In the ’50s and ’60s, every Boomer kid loved to play with “Boomer Brands,” and there were plenty of toys and games that fit the bill! Younger children could play simple games like Candy Land with their parents, move Colorforms around on a special shiny surface, or dress Barbie dolls for hours on end. Older kids built stuff with LEGOs, Lincoln Logs and TINKERTOYS, and they spent a lot of time outside, riding Schwinn bikes, roller skating on sidewalks, throwing Frisbees, and hitting WIFFLE balls.
Many toys of the time were influenced by children’s and family television shows. For example, the popularity of TV Westerns spawned cowboy hats, cap guns, and cowboy and Indian playsets. “Watch Mr. Wizard,” the popular children’s TV show, led kids to clamor for their own do-it-yourself science kits. Disney films and television shows created an entire genre of Disney-branded toys and games. Some fads, like the Hula Hoop, caught on and prevailed, while others, like troll dolls, sparked interest but flamed out quickly.
Parents encouraged their children to read, but they may have been less than enthusiastic about the favorite reading material of Boomer kids – comic books. Still, parents knew from their own childhood that comic books were a rite of passage. Popular in the 1930s and 1940s, comic books took on a whole new life in the ’50s and ’60s with the advent of television. The cross-over between television and comic book characters was significant, each medium benefitting from the other.
Play time (sans computer or smartphone) was an integral part of growing up in the Boomer era. Here are some of the toys and games that were winners & losers with boomers from the book, Boomer Brand Winners & Losers: 156 Best & Worst Brands of the 50s and 60s.
The cap gun may seem sinister, but this toy reached the height of its popularity in the ’50s and ’60s. The cap gun was most often associated with a Western television show. Whether it was the long-barreled “Wyatt Earp Buntline Special,” the derringer created by Mattel for the show “Yancy Derringer,” or the toy version of the weapon used by “The Rifleman,” Boomer kids (mostly boys) were likely to own at least one. Caps made the cap gun even more exciting by simulating the noise, smell, and smoke of a real gun. Essentially tiny fireworks, caps came individually, on rolls and on disks, designed to fit the specific cap gun. Once American parents started to witness the horrors of the Vietnam War on television, cap guns quickly lost their broad appeal as children’s toys. I classify the cap gun as a loser for the reason that, quite simply, a gun is not a toy, and a toy should not be a gun. In addition, those little caps could be quite dangerous. I remember my friends and I playing with strips of caps, setting them off by striking them with rocks. In retrospect, not a smart move.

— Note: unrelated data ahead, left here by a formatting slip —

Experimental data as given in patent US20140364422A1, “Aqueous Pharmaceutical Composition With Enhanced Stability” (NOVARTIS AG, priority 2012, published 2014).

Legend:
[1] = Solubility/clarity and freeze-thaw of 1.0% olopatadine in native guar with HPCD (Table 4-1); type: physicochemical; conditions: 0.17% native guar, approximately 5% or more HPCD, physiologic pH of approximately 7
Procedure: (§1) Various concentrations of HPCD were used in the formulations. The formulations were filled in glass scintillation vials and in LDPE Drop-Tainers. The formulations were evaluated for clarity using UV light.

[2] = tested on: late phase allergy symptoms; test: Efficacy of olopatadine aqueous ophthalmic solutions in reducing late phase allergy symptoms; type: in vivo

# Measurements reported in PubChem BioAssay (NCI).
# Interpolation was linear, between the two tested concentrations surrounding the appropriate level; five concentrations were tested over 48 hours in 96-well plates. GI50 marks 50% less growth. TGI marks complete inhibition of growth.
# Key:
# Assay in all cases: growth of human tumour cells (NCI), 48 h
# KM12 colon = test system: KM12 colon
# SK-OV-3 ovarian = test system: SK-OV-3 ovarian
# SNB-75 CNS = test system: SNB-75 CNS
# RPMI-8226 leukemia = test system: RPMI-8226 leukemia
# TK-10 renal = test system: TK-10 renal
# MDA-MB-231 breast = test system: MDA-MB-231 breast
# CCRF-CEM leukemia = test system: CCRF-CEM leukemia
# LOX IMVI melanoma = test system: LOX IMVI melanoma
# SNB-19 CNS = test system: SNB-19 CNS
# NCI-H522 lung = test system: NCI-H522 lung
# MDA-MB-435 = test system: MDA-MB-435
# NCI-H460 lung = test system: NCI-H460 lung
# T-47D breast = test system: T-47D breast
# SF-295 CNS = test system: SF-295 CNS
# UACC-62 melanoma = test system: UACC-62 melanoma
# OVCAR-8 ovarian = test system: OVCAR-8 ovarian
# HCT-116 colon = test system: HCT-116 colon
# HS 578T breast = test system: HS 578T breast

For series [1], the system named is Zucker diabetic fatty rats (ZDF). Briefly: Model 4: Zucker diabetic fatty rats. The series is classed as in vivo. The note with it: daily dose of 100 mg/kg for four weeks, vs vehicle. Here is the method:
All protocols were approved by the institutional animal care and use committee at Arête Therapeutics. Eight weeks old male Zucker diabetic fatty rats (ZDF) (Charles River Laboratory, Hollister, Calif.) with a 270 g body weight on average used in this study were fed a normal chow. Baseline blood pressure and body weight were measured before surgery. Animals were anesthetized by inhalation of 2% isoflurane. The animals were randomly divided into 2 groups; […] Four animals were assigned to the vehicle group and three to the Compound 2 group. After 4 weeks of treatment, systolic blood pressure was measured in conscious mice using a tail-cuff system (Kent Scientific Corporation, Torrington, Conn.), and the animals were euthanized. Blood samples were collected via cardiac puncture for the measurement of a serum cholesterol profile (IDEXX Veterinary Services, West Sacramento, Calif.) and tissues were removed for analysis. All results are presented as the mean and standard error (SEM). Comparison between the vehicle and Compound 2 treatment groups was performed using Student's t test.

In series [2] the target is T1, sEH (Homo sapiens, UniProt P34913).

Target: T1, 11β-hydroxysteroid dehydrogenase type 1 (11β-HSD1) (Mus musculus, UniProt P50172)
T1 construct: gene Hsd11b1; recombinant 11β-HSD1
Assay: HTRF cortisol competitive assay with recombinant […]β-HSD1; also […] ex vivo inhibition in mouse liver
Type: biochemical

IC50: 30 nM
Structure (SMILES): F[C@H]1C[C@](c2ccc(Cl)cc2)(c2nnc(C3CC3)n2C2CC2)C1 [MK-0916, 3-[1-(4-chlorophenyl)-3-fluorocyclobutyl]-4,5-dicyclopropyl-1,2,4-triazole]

The “Golden Age” of comic books, when the modern comic book was born and flourished, occurred in the 1930s and 1940s. Indeed, that’s when the Superman and Batman characters were introduced. This period was followed by the “Silver Age” from the ’50s through the early ’70s, when a slew of comic book brands such as Action, DC and later Marvel churned out superhero, crime, Western, science fiction, horror and even romance comic books. “Classics Illustrated” was one of the few high-brow series of comic books. Boomer kids were known to read comic books by flashlight under their sheets, much to their parents’ chagrin. When the influence of comic books was investigated by Congress in 1954, the comic book industry instituted its own “Comics Code” which cleaned up comic book content for a while. Interestingly, a comic book called “MAD” was converted into a “magazine” to bypass the Code; it became highly successful. The Code was eventually abandoned. Comic books and comic book characters have witnessed a rebirth in recent years, in no small part thanks to nostalgia-hungry Boomers.